Embattled political science lecturer at the University of Ghana, Professor Ransford Gyampo has threatened to sue the BBC for defamation after he was cited in the “sex for grades” investigations carried out by BBC Africa Eye.
Though he had initially opted to “leave the matter to God,” he told Citi News that his lawyers convinced him to pursue legal action.
“My lawyers insist that we must teach them a lesson so tomorrow morning, they will see our defamatory suit against them. We will sue them,” he said.
The BBC wrote to Prof. Gyampo about two weeks ago for his comments for allegedly engaging in inappropriate actions as a lecturer but he argued that he did not cross any lines.
He said he explained the circumstances of the conversations with the undercover reporter to BBC and urged it not to “pick our conversations out of context.”
In excerpts of the video released by the BBC, Professor Gyampo allegedly persuaded an undercover reporter posing as a researcher to meet him at a mall where he was filmed making inappropriate demands like offering to marry her and asking to kiss her.
He insisted that there were “paymasters” behind the BBC Africa Eye exposé and that there were people trying to silence him.
“I am reliably informed that somebody has paid them to do this…otherwise, what is the sense in this. Not that I went to sleep with her or I went fondle her or I went to touch her. I didn’t do anything of that sort… If it is truly sexual harassment then the person involved must be my student.”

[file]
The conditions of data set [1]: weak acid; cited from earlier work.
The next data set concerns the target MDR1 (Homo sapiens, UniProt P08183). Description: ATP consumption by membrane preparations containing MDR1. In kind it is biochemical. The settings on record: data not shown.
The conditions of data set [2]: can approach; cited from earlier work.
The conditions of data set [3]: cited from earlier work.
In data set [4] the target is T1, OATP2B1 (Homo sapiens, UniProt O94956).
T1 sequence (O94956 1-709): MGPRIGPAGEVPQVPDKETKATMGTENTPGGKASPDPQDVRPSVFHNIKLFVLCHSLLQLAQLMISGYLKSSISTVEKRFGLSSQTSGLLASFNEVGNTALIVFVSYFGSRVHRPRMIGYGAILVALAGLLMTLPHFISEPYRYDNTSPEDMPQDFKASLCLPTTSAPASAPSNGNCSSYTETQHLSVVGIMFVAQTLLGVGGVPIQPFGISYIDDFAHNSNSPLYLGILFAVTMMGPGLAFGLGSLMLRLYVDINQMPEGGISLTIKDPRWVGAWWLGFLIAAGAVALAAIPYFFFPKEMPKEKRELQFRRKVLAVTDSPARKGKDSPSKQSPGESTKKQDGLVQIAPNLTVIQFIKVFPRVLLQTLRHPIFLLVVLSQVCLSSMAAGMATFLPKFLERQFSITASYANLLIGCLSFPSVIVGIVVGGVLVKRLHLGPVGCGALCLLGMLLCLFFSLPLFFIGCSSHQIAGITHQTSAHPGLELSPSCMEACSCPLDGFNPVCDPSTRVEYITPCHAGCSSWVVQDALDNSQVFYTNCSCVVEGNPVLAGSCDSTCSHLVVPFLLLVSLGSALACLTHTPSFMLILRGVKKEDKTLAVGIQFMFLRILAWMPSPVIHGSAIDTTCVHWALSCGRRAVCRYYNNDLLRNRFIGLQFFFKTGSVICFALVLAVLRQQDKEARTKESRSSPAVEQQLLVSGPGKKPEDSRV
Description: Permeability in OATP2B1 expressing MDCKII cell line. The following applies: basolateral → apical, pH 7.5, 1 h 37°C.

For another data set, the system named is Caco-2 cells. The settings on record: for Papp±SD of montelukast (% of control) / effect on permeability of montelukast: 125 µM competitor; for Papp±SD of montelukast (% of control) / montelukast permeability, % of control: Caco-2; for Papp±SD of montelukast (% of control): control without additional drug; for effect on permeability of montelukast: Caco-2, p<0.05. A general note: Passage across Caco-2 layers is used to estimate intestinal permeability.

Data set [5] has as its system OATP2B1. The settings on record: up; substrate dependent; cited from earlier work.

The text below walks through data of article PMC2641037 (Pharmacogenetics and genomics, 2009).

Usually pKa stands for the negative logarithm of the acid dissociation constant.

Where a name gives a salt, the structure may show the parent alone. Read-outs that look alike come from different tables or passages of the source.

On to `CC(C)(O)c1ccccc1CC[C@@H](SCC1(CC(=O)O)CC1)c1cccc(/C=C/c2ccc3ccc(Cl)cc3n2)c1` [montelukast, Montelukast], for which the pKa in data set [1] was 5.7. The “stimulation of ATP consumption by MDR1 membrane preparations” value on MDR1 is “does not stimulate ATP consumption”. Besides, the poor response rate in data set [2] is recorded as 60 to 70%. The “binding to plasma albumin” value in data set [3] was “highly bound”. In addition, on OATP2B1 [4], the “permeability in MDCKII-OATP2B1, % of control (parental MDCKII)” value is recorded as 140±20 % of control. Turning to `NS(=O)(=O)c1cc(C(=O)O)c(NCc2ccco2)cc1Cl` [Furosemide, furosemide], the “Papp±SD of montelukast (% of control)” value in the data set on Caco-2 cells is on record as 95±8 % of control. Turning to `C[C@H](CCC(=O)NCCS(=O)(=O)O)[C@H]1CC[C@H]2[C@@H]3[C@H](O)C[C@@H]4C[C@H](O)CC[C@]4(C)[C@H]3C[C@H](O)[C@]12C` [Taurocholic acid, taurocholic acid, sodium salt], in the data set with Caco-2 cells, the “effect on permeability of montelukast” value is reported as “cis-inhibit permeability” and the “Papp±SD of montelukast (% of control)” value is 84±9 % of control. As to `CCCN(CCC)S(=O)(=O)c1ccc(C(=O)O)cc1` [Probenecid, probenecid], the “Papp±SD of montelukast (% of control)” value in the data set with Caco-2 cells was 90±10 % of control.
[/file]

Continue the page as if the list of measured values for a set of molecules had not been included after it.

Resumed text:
According to Prof. Gyampo, the girl wanted him to be her mentor and help with a paper on academic freedom in tertiary education.
They had a chat via text and she sent messages with two different phones, Prof. Gyampo recalled.
But he does not have the trail of messages available any longer.
“Unfortunately, I used a phone that had very low memory and so every time I have conversations, when I am going to sleep, I delete all my messages.”
A lecturer at the College of Education, Dr. Paul Kwame Butakor, was also caught up in the probe but he has denied the claims, according to the BBC report.
The documentary was commissioned in response to allegations of sexual harassment by lecturers from some tertiary institutions.
After initial interviews, BBC Africa Eye sent undercover journalists posing as students inside the University of Lagos and the University of Ghana.